“Till Death Do Us Part?”

Invoking death during marriage is unwise, ungodly and dangerous. The Holy Spirit didn’t inspire the words, “till death do us part.” The words are very charming, even romantic, but they conceal a dangerous trap. It’s a self-inflicted curse in disguise. Christ wouldn’t teach us to use those words. Nor would the apostles.

In the beginning, Adam and Eve became a couple without any vow, let alone a vow about “till death do us part.”

Whoever invented the phrase, “till death do us part,” most likely meant no harm. Yet, the belief engendered by this phrase has exposed and continues to expose millions of couples to danger. We cannot call both God and death as witnesses to our marriage. Where there’s God, there’s no death.

Regardless of one’s intentions, to invoke death, sickness or poverty in a marriage vow is to enter into covenant with death, sickness and poverty, agreeing that these enemies have, or will have, power over you at some point. Invariably, this will become a self-fulfilling prophecy. No wonder many marriages feel dry and couples are constantly struggling with disease, unhappiness, and financial troubles. God cannot be party to such an arrangement.

By acknowledging death as having power over our marriage, we are, in a sense, yielding control of our marriage to death and admitting that death has the final say, not God. Surely, we pronounce our vows with a sincere heart. We mean to say we’ll remain committed to the relationship no matter the circumstances. That’s good and noble.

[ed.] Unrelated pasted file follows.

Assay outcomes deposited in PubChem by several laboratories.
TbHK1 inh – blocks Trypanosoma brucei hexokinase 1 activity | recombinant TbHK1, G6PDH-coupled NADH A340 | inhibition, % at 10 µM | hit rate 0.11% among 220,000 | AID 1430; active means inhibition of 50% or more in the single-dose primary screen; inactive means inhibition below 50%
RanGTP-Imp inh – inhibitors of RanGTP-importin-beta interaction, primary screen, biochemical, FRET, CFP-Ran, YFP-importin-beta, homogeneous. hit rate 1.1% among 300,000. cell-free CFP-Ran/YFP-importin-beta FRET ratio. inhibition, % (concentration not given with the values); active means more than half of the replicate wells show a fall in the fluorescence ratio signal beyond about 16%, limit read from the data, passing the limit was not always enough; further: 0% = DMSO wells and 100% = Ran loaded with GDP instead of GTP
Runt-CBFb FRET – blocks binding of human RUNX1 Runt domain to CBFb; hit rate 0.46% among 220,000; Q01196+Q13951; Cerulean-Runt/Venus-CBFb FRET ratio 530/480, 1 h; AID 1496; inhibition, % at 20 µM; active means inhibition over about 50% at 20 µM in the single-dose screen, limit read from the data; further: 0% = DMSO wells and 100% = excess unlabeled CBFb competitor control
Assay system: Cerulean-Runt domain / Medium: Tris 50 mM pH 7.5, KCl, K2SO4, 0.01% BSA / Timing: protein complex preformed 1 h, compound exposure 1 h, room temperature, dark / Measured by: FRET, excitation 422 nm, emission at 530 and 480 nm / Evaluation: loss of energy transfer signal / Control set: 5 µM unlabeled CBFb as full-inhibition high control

However, in this matter, our sincerity reveals our spiritual blindness. There’s nothing Christian about naming sickness, death or poverty in a marriage ceremony. There’s no advantage to aligning marriage with death, sickness or poverty. Love is forever. “Many waters cannot quench love, neither can the floods drown it” (Song of Solomon, 8:7). Love is life.

Marriage, as understood by Christians, is of God, modeled on the relationship between Christ and the Church. Christ didn’t come into the world to teach us how to cope with sickness, death and poverty. He came to destroy them and he gave us authority to do the same should any of these enemies raise its ugly head.

It’s a grave error, therefore, to base Christian marriage on un-Christlike vows, no matter how ‘religious’ those vows appear on the surface. We enter into agreement with Christ and at the same time agree with sickness, death and poverty. Our good intentions don’t matter at this point. What matters is the inherent contradiction in our belief system.

There’s no spiritual justification for affirming belief in sickness, death or poverty. Weaving this harmful belief into the fabric of the marriage covenant exposes couples to the very enemies we hope to conquer.

As we grow in spiritual understanding, it’s important to adjust our beliefs and practices accordingly. There’s no shame in leaving behind harmful beliefs and practices. We must strip our marriage vows of any references to, and agreement with, sickness, poverty or death.

If we want marriages to flourish, it’s necessary to abandon our agreement with death, sickness and poverty. Instead, we must enter into covenant with life, abundance, health and prosperity.


Make a one-time donation

Make a monthly donation

Make a yearly donation

Choose an amount


Or enter a custom amount


Your contribution is appreciated.

Your contribution is appreciated.

Your contribution is appreciated.